This book is worth owning if you are a fan of Ina. I would not say it is the most approachable as far as the recipes are concerned, but if you love Ina, you will love this book. In its pages (and particularly in the margin notes) are all of her pillars of cooking that she has repeated over and over for the past twenty years. There is no substitute for fresh lemon juice. Always bring your butter to room temperature. Grate your own parmesan. Garnish a dish with an ingredient found in the dish so people know what to expect. Use Kosher salt. Make it ahead, make it ahead, make it ahead. It is a testament to her timelessness that twenty years later, the basics are still true.
I can remember where I was the first time I was introduced to Ina through her cookbooks. My husband Timm and I were staying with friends in Austin for Easter weekend, and I asked if I could look at some of the cookbooks on the kitchen shelf. I pulled out The Barefoot Contessa Cookbook and was instantly interested.
Without a cell phone or digital camera (this was twenty years ago!) I began to copy down, by hand, onto paper, recipes that I wanted to try. Guacamole. Outrageous Brownies. Coconut Cupcakes. Barbecued Chicken. I still have some of these original recipe pages, in my own handwriting, with notes added over the years and lots of butter spots and smudges of flour.
One of my earliest memories of interacting with her cookbooks is flipping through the pages, longing to create an occasion or reason to cook what I was reading. These recipes made me want to cook, to host a party, to get in my kitchen and figure it out. To this day, I can pick up any of Ina’s cookbooks and feel that same spark of inspiration followed by the need to grab a pencil and make a grocery list because oh my gosh I have to cook this right now! What a gift to her readers. What a gift to me.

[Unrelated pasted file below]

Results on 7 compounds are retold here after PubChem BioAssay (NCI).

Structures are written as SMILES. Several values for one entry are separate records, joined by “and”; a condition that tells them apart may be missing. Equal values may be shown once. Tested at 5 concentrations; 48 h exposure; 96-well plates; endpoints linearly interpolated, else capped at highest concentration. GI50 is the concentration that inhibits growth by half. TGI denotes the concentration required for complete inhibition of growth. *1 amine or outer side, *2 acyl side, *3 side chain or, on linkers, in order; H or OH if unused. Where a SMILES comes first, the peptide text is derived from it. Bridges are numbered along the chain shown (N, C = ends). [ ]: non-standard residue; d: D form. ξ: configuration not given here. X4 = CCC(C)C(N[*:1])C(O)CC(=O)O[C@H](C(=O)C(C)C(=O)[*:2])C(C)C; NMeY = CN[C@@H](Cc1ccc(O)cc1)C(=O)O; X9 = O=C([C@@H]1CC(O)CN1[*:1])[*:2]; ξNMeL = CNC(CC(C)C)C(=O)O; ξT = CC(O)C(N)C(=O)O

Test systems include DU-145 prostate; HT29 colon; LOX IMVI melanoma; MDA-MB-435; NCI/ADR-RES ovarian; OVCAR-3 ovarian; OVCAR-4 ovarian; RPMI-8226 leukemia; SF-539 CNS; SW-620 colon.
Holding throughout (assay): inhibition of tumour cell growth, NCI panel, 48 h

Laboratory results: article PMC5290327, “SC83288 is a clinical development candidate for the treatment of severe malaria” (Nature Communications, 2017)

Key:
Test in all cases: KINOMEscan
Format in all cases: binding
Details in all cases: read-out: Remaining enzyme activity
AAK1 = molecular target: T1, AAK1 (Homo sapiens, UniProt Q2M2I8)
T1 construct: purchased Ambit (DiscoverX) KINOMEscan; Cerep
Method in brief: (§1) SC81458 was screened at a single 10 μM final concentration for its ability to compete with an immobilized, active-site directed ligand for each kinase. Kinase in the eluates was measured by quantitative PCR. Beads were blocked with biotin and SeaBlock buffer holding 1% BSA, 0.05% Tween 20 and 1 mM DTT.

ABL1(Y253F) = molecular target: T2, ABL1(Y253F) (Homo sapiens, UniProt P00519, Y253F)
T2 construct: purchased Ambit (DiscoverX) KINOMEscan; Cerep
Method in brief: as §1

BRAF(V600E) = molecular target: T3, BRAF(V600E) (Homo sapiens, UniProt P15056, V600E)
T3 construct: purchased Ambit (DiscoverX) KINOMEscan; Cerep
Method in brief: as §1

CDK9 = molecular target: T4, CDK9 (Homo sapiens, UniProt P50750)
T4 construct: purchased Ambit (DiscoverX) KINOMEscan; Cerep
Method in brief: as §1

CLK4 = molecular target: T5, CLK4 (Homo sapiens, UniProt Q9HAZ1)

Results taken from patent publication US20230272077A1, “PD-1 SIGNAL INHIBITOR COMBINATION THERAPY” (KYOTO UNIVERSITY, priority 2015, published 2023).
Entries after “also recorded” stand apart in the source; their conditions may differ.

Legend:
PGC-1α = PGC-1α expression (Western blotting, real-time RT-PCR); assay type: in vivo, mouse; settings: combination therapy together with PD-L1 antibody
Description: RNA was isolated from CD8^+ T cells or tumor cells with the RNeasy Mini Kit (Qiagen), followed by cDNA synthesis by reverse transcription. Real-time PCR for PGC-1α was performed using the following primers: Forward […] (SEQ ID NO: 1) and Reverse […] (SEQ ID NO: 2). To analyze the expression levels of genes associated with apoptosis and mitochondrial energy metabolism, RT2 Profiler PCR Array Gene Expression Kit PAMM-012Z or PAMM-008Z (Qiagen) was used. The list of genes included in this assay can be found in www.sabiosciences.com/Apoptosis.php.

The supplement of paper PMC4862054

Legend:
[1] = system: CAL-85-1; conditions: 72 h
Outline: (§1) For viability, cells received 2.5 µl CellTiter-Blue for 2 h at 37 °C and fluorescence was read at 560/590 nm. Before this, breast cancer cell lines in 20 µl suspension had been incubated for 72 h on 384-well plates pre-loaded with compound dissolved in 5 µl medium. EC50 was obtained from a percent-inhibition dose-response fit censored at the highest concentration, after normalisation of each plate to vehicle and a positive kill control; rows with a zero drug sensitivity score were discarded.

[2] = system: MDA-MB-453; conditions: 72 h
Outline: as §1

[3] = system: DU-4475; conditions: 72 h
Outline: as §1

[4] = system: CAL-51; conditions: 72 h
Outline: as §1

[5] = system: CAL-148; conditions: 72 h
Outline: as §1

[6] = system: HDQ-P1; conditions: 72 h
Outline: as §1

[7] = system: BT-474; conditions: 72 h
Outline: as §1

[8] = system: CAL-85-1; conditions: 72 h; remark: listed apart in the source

When I began reading The Barefoot Contessa Cookbook for the sake of this review, I had a bit of an unexpected emotional response. Twenty or so years ago, when I first received and read this book cover to cover, I don’t remember the specifics of all the words from the different chapter introductions. I remember the food. I remember how I found Ina on Food Network and watched her every move, learning everything I know about cooking from those episodes. I remembered the mechanics coupled with feeling like I was in the kitchen with her, watching, listening, learning.
But when I began reading the actual chapters, all the words she wrote in between the recipes, it overwhelmed me. I discovered, again, how similar our philosophy on food and hospitality are. In a subconscious, deep way, she (along with a lot of other contributing events and factors) planted the seed for what I see every day in my work at home and at Hurley House.
“Food…I soon found out, is about more than dinner. It’s about coming home and being taken care of. It’s about Mom. I actually think that the food our mothers made may not be what we are nostalgic for. It’s more an emotional picture of a mother who was always there, knew what we needed, loved us, let us run free when we wanted to explore. Food is about nurturing: not only physical but also emotional nurturing.”
Her words speak loudly to my heart, shining a spotlight on the true essence of hospitality. It’s never about the food, but it helps if the food is amazing. To know that Ina feels the way I feel about cooking for others somehow makes me feel like we are doing the same work, just in different arenas.
Guacamole, page 50
Grilled Lemon Chicken, page 48
Lam Sausage in Puff Pastry, page 42
Homemade Applesauce, page 155
Roasted Tomato Basil Soup, page 84
Lentil Vegetable Soup, page 80
Cranberry Harvest Muffins, page 216
Coconut Cupcakes, page 175
Curried Couscous, page 94
Gazpacho, page 79
Maple Oatmeal Scone, page 223
Outrageous Brownies, page 172
Sugar Snap Peas with Sesame, page 105